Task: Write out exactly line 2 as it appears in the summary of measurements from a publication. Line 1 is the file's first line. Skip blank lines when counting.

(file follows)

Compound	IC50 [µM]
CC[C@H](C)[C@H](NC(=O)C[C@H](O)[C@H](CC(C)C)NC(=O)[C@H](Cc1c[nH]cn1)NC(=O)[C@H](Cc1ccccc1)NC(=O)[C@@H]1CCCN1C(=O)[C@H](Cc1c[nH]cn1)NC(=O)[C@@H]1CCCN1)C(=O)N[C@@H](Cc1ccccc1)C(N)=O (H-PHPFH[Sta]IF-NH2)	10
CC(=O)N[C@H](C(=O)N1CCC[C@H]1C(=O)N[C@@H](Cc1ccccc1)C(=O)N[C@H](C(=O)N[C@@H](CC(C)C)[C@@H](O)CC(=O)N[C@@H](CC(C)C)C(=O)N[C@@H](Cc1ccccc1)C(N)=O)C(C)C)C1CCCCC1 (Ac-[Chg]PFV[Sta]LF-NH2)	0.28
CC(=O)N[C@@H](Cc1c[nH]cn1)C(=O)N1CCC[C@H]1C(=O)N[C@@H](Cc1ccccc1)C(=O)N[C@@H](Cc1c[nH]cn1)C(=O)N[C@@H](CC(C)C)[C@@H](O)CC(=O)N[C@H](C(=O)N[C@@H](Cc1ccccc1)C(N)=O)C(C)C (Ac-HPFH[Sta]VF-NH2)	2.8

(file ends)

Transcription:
CC[C@H](C)[C@H](NC(=O)C[C@H](O)[C@H](CC(C)C)NC(=O)[C@H](Cc1c[nH]cn1)NC(=O)[C@H](Cc1ccccc1)NC(=O)[C@@H]1CCCN1C(=O)[C@H](Cc1c[nH]cn1)NC(=O)[C@@H]1CCCN1)C(=O)N[C@@H](Cc1ccccc1)C(N)=O (H-PHPFH[Sta]IF-NH2)	10